Superintendent’s pay out of line with needs


From Monday’s Sun News:

Times are tough in Horry County. Parents are worried public schools will be hit hard by the budget crisis. Jim Rex, the state’s education superintendent, has warned of possible job cuts for teachers or a shortened school week to save bus fuel. Horry County’s own superintendent, Cynthia Elsberry, has talked about the need to “do less with more.”

Lawmakers recently met in Columbia to determine just how much state funding needs to be tightened. Longtime Horry County school board member Ronald Bessant wants targeted cuts. He explained: “We don’t hurt any of the areas where we’ve had or where we need student success.”

But some parents are skeptical about educators crying wolf. They wonder if the problem is one of spending priorities. According to the state legislature’s FY 2008-09 budget, Horry County Schools received $12,811 per child in combined local, state and federal funding for this school year. A look at the S.C. Budget and Control Board’s analysis of district spending shows that just 40 cents per dollar is allocated for “instruction,” with the rest of the money spent on administration, debt service, facilities and “other” expenses.

One obvious source of frustration for parents and teachers is the disproportionately high salary of Horry Superintendent Cynthia Elsberry. Her generous compensation package includes a $205,000 base salary; familywide coverage of medical; dental and disability insurance; choice of tax sheltered annuities; $100,000 in term life insurance; a minimum $850 per month in-district travel reimbursement and limitless out-of-district travel; and a golden parachute: If fired for any reason, Elsberry receives full payment for the rest of the school year.

In contrast to $205,000 made by Elsberry, the median family income in Horry County is just $42,676 – or one-fifth of Elsberry’s take-home before her generous benefits. Similarly, the district reports that its average teacher salary is $46,494, just over one-fifth of Elsberry’s. Perhaps most shocking to parents is how Elsberry’s compensation compares with her superior, Rex. Rex earns $92,007 according to the state salary database.

Rex makes less than half of Elsberry’s pay and is responsible for all public schools in the state. Also frustrating for parents in the district, the Horry County school board is still unwilling to release details of how Elsberry was selected for the superintendent’s position earlier this year, and what factors were considered in determining her enormously high salary. If school budgets in Horry County are as tight as parents have been led to believe, Elsberry should demonstrate fiscal leadership by forgoing a portion of her own salary before curtailing spending on classroom instruction or student transportation.

Mr. Page is president of South Carolinians for Responsible Government.

6 responses to “Superintendent’s pay out of line with needs

  1. I agree completely with your piece this morning. One area you did not touch on is the terry program, this is a gross abuse of taxpayers money you need to investigate the worth of this program, you will bsurprised at how many people are getting paid larg sums 60000 + to work 3 day weeks, with little qualification other than time served in the district, the reason for hiring Elsberry as superintendant is quite simple, she was the most unqualified and non threatening to the board, i.e they can manipulate her completely, this is already beginning to happen. there are already many examples of this behavior.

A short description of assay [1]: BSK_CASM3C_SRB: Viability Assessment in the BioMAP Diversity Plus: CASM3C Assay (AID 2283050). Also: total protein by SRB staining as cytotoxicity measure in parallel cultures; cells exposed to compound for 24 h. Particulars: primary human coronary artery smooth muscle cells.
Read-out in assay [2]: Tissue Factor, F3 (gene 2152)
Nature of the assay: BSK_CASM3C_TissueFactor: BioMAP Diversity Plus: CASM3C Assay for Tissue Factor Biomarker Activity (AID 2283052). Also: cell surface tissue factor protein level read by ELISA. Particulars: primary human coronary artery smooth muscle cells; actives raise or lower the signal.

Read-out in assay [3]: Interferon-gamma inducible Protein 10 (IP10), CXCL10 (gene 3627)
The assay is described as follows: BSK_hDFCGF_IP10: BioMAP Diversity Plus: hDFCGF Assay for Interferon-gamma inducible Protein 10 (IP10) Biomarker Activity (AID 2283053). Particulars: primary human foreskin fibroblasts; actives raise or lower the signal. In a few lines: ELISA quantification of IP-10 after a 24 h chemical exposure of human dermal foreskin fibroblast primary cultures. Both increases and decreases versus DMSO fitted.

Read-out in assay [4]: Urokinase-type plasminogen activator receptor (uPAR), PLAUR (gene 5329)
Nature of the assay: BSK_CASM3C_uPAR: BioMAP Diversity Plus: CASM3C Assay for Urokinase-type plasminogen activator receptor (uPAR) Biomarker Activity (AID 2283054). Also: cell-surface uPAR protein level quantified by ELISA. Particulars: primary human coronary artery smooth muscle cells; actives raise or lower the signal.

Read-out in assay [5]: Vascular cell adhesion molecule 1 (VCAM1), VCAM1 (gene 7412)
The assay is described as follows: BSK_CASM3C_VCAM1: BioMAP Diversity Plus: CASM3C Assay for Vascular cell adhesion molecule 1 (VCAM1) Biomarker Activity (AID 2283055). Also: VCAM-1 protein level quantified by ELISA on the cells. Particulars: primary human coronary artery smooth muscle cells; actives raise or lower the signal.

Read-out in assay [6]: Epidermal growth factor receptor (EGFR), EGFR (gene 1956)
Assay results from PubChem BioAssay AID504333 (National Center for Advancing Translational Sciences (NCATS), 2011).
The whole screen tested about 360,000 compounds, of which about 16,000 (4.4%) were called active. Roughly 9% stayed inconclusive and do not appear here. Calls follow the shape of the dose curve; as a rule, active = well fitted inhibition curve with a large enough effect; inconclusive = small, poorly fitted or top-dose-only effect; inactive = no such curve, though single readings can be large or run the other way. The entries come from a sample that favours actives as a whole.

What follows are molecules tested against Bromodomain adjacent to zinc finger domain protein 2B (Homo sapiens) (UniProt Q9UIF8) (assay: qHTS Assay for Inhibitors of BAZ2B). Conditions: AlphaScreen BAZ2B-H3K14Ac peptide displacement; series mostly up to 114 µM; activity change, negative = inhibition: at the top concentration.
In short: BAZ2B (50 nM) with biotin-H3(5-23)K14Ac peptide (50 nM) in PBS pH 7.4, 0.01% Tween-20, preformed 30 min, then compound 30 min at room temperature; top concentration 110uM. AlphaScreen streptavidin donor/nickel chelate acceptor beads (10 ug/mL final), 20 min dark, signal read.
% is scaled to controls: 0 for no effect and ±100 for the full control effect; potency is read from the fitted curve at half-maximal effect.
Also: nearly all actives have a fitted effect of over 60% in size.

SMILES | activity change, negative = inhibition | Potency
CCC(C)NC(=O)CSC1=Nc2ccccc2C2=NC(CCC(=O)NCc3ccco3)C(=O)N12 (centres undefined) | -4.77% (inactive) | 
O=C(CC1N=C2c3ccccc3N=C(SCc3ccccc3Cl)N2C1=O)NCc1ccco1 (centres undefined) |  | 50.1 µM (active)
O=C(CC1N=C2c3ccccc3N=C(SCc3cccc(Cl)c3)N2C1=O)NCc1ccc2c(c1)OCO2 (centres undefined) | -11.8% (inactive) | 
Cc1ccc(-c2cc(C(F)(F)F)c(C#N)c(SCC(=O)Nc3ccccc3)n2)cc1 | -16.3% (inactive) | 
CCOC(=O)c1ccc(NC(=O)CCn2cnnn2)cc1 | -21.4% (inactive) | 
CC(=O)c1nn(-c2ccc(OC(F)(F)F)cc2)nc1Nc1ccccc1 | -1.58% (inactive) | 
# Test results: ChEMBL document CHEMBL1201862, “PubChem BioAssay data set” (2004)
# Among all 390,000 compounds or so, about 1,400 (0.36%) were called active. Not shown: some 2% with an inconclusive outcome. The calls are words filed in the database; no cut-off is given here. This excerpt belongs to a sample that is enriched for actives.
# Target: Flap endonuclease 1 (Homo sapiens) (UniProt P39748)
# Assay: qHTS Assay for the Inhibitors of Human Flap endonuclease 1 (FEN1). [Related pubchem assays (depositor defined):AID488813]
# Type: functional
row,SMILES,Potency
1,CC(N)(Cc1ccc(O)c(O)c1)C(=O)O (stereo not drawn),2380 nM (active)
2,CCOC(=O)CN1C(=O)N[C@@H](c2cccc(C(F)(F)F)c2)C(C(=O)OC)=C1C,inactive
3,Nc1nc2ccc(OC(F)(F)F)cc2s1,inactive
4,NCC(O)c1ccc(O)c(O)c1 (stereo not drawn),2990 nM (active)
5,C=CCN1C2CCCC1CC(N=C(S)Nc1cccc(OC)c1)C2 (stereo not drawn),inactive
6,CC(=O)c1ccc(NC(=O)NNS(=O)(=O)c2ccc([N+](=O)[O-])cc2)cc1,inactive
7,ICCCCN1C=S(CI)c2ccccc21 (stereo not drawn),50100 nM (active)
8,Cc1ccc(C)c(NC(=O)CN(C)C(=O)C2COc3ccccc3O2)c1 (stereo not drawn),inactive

2. Rather tha cut state employees salary; Why not begin to step down on the Terry program? Reduce it by 50% in 2009-2010 and the put a salary cap of $55,000.oo per year to be elegible to participate in the program. -OR- elimiate it completely. Other businesses are able to retain employees just by paying them a paycheck and offer benefits.

    Superintendents are given large raises in districts that are failing as well as blatently denying kids a FREE AN APPROPRIATE PUBLIC EDUCATION. When the school denies a child an education, State and Federal funds do not have to be returned.

    The amount of money spent paying high salaried administrators to coast in luxery, would more than keep State employees earning their full paycheck as well as pay for needed educational services.

    An audit of legal fees (using educational funding) paid out to large law firms is long over due.

    It sounds like cuts are being made everywhere but the areas in which wasteful spending is an issue.

  3. How does a superintendent of a failing school district getting a raise?

    Karen Woodward is on the Terry program and just got a 5.8% pay raise. How much of our tax dollars need to be allocated to Dr. Woodward?

    Has the board seen the test scores? Is the board aware of the liability that school district leaders choose to offer them?

  4. Certain players on the board bamboozled the public by not allowing a vote they knew they could not win in the case of a strong Superintendent from Philly (who happened to be independently minded and a black) and all the so-called safe guard organizations sat on the sidelines and gave them a pass. The only board member who tried to call them to account was a fellow named DeFeo. The people on the board he thought would help him were to weak in the spine to stand tall.

  5. Pingback: South Carolina public school funding 2009-2010 « The Voice for School Choice

  6. Thomas Anderson

    Eliminate the free ride for Administrators – and the frills. Their vehicles – Gas Cards and travel expenses. This is about educating children. Most of us drive to and from work and in cases where we must travel we are reimbursed. Why do administrators need company vehicles and the rest. Want to trim the budget start here and save hundreds of thousands.

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